New York National Guard troops to lead NYC St. Patrick's Day Parade for 168th time
The Soldiers of the "Fighting 69th" and the 42nd Division Band will be first elements in the world's largest St. Patrick's Day Parade
NEW YORK (03/13/2019) For the 168th time Saturday, March 16, the New York Army National Guard's 1st Battalion, 69th Infantry-the famous "Fighting 69th-will lead the New York City St. Patrick's Day parade.
The 69th Infantry was originally organized as a militia unit for Irish immigrants in New York City. Because of fears that anti-immigrant groups would attack the Irish Catholic parade, the 69th was asked to lead parade in 1851 to fend off attackers.
Every year since then the 69th Infantry has been the parade's first march unit.
The unit was nicknamed "The Fighting 69th" because of a remark supposdely made by Confederate General Robert E. Lee during the Civil War Battle of Fredericksburg in 1863. While discussing the Union Army attack on his position with his officers, Lee reportedly refered to that "fighthing 69th Regiment" which had come closest to the Confederate entrenchments before being stopped by withering fire.
The unit's Soldiers have distinguished themselves in World War I, World War II, and deployments to Iraq and Afghanistan since Sept. 11, 2001.
Because of the regiment's roots in Irish-American history St. Patrick's Day is also the 1st Battalion, 69th's "Unit Day," during which the battalion's Soldiers are recognized for their accomplishments.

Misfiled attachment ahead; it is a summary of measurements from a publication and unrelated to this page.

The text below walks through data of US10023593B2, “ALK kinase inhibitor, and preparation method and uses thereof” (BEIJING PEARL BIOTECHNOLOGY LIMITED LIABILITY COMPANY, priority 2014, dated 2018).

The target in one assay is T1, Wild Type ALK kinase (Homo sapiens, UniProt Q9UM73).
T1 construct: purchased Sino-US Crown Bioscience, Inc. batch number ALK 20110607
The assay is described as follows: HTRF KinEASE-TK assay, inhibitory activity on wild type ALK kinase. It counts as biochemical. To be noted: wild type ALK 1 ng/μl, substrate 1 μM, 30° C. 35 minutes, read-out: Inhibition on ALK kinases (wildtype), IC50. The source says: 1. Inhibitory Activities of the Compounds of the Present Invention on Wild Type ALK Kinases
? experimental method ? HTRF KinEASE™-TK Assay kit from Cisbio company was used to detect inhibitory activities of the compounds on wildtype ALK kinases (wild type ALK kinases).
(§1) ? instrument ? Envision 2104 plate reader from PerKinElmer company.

The thirty members of the 42nd Infantry Division "Rainbow" Band will also be part of the parade. They will be joined by members of the New York Guard Band. The New York Guard is the state's volunteer, non-federal emergency response force.
The regiment, renamed as the 165th Infantry for federal service in WWI, served in Champagne-Marne, Aisne-Marne at Château-Thierry, St. Mihiel, and the Meuse-Argonne.
The 1st Battalion 69th Infantry is the subject of the Irish folk song "The Fighting 69th" and the 1940 movie of the same name starring Pat O'Brien and Jimmy Cagney.
A host of traditions surround the 69th and the St. Patrick's Day Parade. These include:
• Soldiers placing a sprig of boxwood on their uniform because members of the Irish brigade put boxwood springs in their hat bands at the Battle of Fredericksburg on December 13, 1862 to mark their Irish heritage;
• Officers of the 69th carry a fighting stick made of blackthorn wood imported from Ireland because they are considered the mark of an Irish leader and gentleman;
• Soldiers are accompanied on their parade march by two Irish Wolfhounds, the official mascot of the 69th Infantry. The dogs are representative of the regimental motto, "gentle when stroked, fierce when provoked";
• The battalion commander carries the "Kilmer Crucifix," the religious icon once worn by poet Joyce Kilmer --the author of the poem "Trees"-- who was killed in action serving in the 69th in World War I. It is handed down from battalion commander to battalion commander;
• The regiment's officers start the day with a toast of Irish whiskey;
• The regiment attends a special Mass at St. Patrick's Cathedral to honor the regiments fallen and honor its Irish heritage prior to the parade.
• The City of New York provides a dedicated subway train to transport the Soldiers back down to the East Village for their unit day activities;
• When the Soldiers return from the parade and begin their unit day ceremonies, they are cheered by the battalion's officers who render honors and pay tribute to the enlisted Soldiers and Non-Commissioned Officers.